Backing a second referendum days after the Brexit Party won in 19 out of 22 council areas in Wales shows Welsh Government does not respect democracy or Welsh voters, says Paul Davies, Welsh Conservative leader.
This week saw the starting pistol fire on the Conservative leadership contest that will decide who the next Prime Minister will be.
Whoever Theresa May’s successor is, this person will have the unenviable task of delivering the Brexit for which people voted.
As was the case with her Withdrawal Agreement, the interests of Wales must not be forgotten and protecting the Union cannot be a principle where compromise is seen as acceptable.
When our new leader adopts these objectives and takes back control of our borders, laws, money, and trade, the Prime Minister will have shown themselves a great friend of Wales.
By doing this, we can put Nigel Farage and his pop-up party back in its box, and demonstrate that the Conservatives are the party that can truly represent the voters. How?
Because we will have shown we have listened to people’s concerns, understood them, and acted to address them.
You would think such a sentiment is a statement of the obvious. But not everybody seems to have got the memo.
Following the European elections which should never have occurred, where the Brexit Party won in 19 out of 22 council areas in Wales – topping the poll in farming strongholds like Powys, Conwy and Monmouthshire – and receiving more than twice the amount of votes as Labour, the Welsh Labour-led Government decided to support a second referendum.
I cannot pretend the Conservatives have painted themselves with glory when it comes to Brexit, but at least I can honestly look voters in the eye and tell them when I’ve been saying I respected the result, I meant it.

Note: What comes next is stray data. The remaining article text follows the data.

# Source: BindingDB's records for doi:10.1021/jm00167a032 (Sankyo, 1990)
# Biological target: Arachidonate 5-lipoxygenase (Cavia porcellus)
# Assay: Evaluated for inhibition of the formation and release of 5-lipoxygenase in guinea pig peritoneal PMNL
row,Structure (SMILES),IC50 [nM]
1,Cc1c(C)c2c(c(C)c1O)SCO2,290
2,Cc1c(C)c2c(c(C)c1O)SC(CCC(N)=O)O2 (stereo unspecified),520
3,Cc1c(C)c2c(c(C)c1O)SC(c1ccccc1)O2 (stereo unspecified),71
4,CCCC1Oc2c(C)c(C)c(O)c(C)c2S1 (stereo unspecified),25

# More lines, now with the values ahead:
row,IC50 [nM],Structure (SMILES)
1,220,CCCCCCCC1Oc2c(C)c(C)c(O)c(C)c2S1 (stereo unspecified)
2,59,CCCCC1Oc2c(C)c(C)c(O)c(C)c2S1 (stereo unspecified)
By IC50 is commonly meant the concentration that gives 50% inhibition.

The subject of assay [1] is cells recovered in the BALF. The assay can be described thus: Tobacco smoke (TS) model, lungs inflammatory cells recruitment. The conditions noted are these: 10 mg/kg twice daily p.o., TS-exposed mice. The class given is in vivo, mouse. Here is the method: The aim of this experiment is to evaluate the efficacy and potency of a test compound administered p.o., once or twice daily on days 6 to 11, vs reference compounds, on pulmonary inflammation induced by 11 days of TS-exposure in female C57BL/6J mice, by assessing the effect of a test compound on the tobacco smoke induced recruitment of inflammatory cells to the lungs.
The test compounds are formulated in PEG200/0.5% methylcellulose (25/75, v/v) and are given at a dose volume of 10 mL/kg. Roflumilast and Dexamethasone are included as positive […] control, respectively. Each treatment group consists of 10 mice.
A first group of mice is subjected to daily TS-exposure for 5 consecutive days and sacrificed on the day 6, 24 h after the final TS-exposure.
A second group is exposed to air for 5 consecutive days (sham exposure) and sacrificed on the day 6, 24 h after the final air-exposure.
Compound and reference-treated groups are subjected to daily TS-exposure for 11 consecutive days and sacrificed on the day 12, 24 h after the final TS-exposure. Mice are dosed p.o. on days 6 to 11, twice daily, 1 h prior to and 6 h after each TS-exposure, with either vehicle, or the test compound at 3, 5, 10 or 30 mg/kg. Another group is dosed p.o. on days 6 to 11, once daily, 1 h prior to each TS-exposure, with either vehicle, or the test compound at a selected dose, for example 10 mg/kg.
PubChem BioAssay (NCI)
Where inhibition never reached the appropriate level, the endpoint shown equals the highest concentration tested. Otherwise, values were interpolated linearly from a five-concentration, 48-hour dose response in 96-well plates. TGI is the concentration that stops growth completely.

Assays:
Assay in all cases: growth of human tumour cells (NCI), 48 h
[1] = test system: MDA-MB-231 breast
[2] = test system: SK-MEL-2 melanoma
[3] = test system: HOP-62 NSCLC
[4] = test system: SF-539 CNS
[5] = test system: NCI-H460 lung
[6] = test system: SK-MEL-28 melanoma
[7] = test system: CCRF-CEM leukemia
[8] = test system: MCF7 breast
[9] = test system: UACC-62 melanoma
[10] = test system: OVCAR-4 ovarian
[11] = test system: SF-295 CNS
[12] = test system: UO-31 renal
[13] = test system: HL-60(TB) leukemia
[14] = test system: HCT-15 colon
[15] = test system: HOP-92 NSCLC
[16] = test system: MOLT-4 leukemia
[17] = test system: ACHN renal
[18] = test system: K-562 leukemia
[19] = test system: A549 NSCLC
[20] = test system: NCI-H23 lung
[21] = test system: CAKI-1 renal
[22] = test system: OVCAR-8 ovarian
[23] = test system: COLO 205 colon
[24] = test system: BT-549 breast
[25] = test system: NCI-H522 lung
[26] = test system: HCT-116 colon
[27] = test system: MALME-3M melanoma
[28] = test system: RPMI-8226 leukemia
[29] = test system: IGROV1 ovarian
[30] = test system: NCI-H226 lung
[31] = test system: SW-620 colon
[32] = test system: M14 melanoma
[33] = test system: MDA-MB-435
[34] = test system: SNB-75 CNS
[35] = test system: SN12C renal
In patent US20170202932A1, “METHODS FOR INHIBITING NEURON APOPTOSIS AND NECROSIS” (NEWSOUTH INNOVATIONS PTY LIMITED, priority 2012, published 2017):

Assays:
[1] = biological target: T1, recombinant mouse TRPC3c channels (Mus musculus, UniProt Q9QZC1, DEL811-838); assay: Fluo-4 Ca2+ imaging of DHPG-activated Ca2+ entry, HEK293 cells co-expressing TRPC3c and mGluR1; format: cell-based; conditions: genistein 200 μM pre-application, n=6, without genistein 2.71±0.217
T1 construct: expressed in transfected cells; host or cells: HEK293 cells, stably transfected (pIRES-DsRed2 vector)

We have Welsh Labour patronisingly telling voters they were lied to about Brexit, but I remember their 2017 manifesto saying they respected the result. Clearly not enough to deliver on it.
The same goes for Plaid Cymru, whose very name contrasts with their actions in representing leave-voting Wales, ignoring the votes of rural areas like Anglesey, Denbighshire, and leader Adam Price’s own Carmarthenshire constituency.
Farmers have enough potential challenges on the horizon – exemplified by the chaotic progress of Wales’ Agriculture Minister’s post-Brexit plans – especially when combined with the uncertainty Parliament has proven determined to inflict upon voters.
You need your politicians to focus on helping the farming sector thrive after leaving the EU, rather than waste time and resources to create more instability.
What this sadly means is Plaid Cymru are proving Farage correct: Eurosceptics have consistently said ‘the Establishment’ did not listen to ordinary people, and referendum results on European issues were ignored or repeated until voters returned the ‘correct’ answer.
It is incomprehensible some cannot see themselves in these words.
Besides, if there was another leave vote in a second referendum, how could the public trust politicians to implement that result when they have proven determined to overturn the result of the last one?
Yes, the challenge that will face the new Prime Minister will be immense, but at least I can write with certainty that they respect the result, respect democracy, and respect the voters.
Paul can be found tweeting at @PaulDaviesPembs